To Succeed With Additive, See It As More Than Just Another Method of Making Parts
For the maker of the Periscope Case, additive manufacturing (AM) proved to be—strangely—a sales and distribution technology. AM’s lack of tooling enabled cost-effective production of this smartphone case at smaller quantities than other processes. The ease of design changes enabled a different mode of responding to market feedback than other production processes would permit. All this enabled a go-to-market strategy different than what would otherwise be possible, and this strategy in turn enabled the case to exist as a viable product. The physical part could be produced some other way, the design could be realized some other way, the material properties could be achieved some other way, but the possibilities for reaching buyers is where additive had its most important impact.
The case is just one product being marketed by one small company. However, much the same phenomenon applies across the scale of a large established enterprise, as our recent piece addressing CEOs explores. To see AM as being just a part-making resource is largely to fail to see it. As the article describes, AM is also a technology advancing cash flow, design, the lean enterprise, logistics, and the realization of company values. It potentially has so many impacts that simply anticipating the impacts is one of its challenges.
There is this term I dislike, a term I wish had never come into use: "subtractive manufacturing." When additive became a thing, beginning to describe the long-existing process of machining for material removal as "subtractive" manufacturing seemed logical. Yet this term is false precisely because of the way it impedes the challenge of fully seeing additive manufacturing’s impacts. Machining and additive are not equivalent opposites; an additive machine or system is not simply a different kind of machine tool that adds material rather than removing it. An additive machine or system is not a machine tool at all, because it occupies such a different role. Whereas a machine tool performs precise cutting on existing workpieces, the additive system potentially replaces casting by building the part from scratch; potentially replaces assembly by consolidating several pieces into one form; potentially saves material cost and future operating cost by improving the mass or thermodynamics of the component; and then, to some extent, probably still needs machining in order to be complete. Taken together, this is something very different from being equivalent to a machine tool, molding press or any other conventional piece of industrial hardware. As our CEO article makes clear, getting out of the box of seeing AM that way, and asking the organization to see it a different way as well, is potentially the beginning of accurately discerning the opportunities additive presents.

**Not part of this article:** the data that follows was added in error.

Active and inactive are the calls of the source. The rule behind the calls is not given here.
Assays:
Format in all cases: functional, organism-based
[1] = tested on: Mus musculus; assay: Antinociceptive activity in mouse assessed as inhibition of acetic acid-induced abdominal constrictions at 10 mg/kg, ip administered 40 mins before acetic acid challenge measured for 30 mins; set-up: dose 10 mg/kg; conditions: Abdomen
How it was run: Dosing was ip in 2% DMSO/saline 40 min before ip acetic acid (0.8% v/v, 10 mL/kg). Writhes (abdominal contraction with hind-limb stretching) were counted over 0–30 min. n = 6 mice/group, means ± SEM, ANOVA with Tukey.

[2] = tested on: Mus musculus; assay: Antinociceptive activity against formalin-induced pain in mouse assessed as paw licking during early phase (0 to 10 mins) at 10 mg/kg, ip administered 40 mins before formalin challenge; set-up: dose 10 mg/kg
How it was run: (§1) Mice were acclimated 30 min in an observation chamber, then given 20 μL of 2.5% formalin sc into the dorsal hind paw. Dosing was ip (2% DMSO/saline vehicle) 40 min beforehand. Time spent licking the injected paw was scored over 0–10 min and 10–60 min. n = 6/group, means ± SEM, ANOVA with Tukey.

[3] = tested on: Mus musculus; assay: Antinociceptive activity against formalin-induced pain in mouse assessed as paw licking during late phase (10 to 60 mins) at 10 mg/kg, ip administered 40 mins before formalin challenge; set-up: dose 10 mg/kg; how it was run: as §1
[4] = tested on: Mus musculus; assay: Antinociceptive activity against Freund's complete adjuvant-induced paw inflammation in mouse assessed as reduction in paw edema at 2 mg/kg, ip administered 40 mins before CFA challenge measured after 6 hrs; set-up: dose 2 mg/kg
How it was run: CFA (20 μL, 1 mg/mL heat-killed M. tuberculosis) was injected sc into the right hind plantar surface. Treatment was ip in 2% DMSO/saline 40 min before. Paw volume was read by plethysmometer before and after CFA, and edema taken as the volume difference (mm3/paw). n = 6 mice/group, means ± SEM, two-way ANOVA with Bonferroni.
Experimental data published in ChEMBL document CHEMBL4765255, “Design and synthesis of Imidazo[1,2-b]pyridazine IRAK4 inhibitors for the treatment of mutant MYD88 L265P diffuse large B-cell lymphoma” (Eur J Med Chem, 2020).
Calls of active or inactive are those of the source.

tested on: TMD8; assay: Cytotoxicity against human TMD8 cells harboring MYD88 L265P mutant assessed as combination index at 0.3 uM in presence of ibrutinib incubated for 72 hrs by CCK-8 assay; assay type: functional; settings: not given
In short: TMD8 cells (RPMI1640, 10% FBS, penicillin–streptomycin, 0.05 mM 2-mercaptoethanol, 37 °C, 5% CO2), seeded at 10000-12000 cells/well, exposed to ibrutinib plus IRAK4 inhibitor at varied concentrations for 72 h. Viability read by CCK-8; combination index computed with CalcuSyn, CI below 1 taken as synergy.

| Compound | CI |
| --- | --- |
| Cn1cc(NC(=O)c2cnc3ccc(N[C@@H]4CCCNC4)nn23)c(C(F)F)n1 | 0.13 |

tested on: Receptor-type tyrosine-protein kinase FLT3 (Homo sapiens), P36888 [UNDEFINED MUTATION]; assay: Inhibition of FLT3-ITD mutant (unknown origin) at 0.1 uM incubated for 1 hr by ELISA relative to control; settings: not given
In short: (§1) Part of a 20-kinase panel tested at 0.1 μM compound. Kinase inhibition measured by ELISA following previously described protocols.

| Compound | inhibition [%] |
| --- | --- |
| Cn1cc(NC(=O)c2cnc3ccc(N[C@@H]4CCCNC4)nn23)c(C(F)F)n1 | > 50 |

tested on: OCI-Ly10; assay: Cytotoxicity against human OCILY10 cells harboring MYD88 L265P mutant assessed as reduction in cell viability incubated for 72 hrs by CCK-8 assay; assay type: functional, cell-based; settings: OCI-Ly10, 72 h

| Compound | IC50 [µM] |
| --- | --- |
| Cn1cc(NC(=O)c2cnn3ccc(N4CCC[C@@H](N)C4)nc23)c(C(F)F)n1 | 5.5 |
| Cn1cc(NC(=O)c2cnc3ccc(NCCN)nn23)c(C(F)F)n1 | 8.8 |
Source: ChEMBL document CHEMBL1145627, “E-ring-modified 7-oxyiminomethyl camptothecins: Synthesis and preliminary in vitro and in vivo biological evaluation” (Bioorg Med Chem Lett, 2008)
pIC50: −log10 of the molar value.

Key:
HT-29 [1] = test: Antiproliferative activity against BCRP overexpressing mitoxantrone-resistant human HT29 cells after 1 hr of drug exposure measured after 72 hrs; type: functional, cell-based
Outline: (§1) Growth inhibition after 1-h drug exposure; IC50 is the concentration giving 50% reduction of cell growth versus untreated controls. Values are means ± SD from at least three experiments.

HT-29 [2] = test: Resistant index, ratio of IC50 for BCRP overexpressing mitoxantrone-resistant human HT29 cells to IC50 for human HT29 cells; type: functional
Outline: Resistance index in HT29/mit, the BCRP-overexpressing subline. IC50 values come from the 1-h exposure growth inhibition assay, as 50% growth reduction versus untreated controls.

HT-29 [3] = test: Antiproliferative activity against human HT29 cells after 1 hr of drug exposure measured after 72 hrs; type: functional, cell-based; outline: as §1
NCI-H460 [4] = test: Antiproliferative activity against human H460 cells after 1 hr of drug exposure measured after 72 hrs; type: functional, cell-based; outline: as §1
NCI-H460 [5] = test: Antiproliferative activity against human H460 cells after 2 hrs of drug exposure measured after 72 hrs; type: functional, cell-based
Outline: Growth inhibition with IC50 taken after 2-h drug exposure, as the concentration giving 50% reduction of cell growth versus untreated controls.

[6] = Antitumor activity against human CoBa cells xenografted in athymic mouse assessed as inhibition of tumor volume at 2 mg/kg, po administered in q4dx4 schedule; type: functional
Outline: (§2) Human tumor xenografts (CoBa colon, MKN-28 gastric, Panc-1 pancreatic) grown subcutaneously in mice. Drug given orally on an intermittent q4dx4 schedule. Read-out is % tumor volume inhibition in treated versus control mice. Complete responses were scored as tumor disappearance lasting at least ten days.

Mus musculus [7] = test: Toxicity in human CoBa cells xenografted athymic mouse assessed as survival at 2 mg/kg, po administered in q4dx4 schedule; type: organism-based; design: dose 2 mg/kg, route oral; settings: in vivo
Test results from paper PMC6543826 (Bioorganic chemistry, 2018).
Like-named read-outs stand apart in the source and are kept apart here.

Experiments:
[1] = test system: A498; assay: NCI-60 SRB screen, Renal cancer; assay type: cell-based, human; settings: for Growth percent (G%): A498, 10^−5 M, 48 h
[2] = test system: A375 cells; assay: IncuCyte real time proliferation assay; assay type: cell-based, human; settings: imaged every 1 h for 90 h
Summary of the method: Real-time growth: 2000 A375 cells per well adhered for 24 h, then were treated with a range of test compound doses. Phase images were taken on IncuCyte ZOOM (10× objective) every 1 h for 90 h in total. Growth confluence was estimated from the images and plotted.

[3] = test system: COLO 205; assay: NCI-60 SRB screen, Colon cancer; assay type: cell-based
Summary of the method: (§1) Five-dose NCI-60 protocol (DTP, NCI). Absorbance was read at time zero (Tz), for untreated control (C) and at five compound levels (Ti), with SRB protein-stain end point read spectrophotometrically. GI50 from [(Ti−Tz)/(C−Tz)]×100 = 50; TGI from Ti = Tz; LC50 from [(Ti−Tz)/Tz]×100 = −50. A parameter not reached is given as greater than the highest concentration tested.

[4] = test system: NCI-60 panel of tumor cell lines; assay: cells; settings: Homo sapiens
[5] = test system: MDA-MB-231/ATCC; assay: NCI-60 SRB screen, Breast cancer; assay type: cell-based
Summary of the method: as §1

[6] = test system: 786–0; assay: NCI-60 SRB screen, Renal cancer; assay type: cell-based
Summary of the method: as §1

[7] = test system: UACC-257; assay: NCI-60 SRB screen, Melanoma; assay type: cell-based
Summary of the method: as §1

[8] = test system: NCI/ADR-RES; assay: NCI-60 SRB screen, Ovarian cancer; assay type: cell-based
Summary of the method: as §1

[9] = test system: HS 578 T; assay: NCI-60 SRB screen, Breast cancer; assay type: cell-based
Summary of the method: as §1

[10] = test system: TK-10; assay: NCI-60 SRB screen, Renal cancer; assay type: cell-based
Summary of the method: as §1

So how do we evaluate AM? How do we understand it for what it is? These are questions that do not have immediate easy answers, because the start of our answers always employs the language, context and expectations built upon centuries-old manufacturing processes. And to say "centuries-old" is no disparagement but rather a hint at the scope of the challenge. We in manufacturing have spent generations living with, and building products and supply chains upon, certain fundamental industrial processes for making things. We have refined and advanced those processes but have not changed them. And now, here we are, the first generation to confront this entirely new modality for making parts.
No wonder the way is difficult. No wonder adoption faces hurdles. No wonder we are discovering the learning curve with the technology can be steeper and stranger than we thought. The very role, impact and promise of additive is liable to be not what we thought it would be; it is liable to be more. With additive, the most basic step—the step that eventually has to be taken—is to ask again, and see clearly, just what this technology is and what it wants to be.